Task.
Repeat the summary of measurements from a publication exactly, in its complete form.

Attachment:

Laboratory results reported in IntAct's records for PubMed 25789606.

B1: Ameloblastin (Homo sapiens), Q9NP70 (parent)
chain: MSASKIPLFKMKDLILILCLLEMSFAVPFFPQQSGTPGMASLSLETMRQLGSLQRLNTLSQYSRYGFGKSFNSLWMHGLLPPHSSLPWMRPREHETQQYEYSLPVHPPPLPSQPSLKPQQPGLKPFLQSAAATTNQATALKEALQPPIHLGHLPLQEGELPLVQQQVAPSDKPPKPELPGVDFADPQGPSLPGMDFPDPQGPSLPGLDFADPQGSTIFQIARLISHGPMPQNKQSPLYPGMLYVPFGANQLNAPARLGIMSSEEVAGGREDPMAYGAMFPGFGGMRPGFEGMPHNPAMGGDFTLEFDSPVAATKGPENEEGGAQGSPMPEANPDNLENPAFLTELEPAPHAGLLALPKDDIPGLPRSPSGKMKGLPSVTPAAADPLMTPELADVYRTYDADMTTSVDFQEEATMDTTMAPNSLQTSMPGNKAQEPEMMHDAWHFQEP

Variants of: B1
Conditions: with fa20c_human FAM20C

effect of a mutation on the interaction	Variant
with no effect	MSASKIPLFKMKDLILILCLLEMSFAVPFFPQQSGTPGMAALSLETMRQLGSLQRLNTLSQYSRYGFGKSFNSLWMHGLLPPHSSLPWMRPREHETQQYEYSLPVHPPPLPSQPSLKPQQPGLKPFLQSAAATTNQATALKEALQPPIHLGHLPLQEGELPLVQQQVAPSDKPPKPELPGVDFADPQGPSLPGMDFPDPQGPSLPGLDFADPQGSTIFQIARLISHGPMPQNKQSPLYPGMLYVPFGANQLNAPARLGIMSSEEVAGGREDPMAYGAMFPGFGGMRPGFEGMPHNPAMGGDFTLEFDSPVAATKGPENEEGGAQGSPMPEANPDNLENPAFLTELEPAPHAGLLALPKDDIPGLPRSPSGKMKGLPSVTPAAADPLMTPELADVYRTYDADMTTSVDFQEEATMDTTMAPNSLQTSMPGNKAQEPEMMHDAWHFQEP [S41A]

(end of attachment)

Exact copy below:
Laboratory results reported in IntAct's records for PubMed 25789606.

B1: Ameloblastin (Homo sapiens), Q9NP70 (parent)
chain: MSASKIPLFKMKDLILILCLLEMSFAVPFFPQQSGTPGMASLSLETMRQLGSLQRLNTLSQYSRYGFGKSFNSLWMHGLLPPHSSLPWMRPREHETQQYEYSLPVHPPPLPSQPSLKPQQPGLKPFLQSAAATTNQATALKEALQPPIHLGHLPLQEGELPLVQQQVAPSDKPPKPELPGVDFADPQGPSLPGMDFPDPQGPSLPGLDFADPQGSTIFQIARLISHGPMPQNKQSPLYPGMLYVPFGANQLNAPARLGIMSSEEVAGGREDPMAYGAMFPGFGGMRPGFEGMPHNPAMGGDFTLEFDSPVAATKGPENEEGGAQGSPMPEANPDNLENPAFLTELEPAPHAGLLALPKDDIPGLPRSPSGKMKGLPSVTPAAADPLMTPELADVYRTYDADMTTSVDFQEEATMDTTMAPNSLQTSMPGNKAQEPEMMHDAWHFQEP

Variants of: B1
Conditions: with fa20c_human FAM20C

effect of a mutation on the interaction	Variant
with no effect	MSASKIPLFKMKDLILILCLLEMSFAVPFFPQQSGTPGMAALSLETMRQLGSLQRLNTLSQYSRYGFGKSFNSLWMHGLLPPHSSLPWMRPREHETQQYEYSLPVHPPPLPSQPSLKPQQPGLKPFLQSAAATTNQATALKEALQPPIHLGHLPLQEGELPLVQQQVAPSDKPPKPELPGVDFADPQGPSLPGMDFPDPQGPSLPGLDFADPQGSTIFQIARLISHGPMPQNKQSPLYPGMLYVPFGANQLNAPARLGIMSSEEVAGGREDPMAYGAMFPGFGGMRPGFEGMPHNPAMGGDFTLEFDSPVAATKGPENEEGGAQGSPMPEANPDNLENPAFLTELEPAPHAGLLALPKDDIPGLPRSPSGKMKGLPSVTPAAADPLMTPELADVYRTYDADMTTSVDFQEEATMDTTMAPNSLQTSMPGNKAQEPEMMHDAWHFQEP [S41A]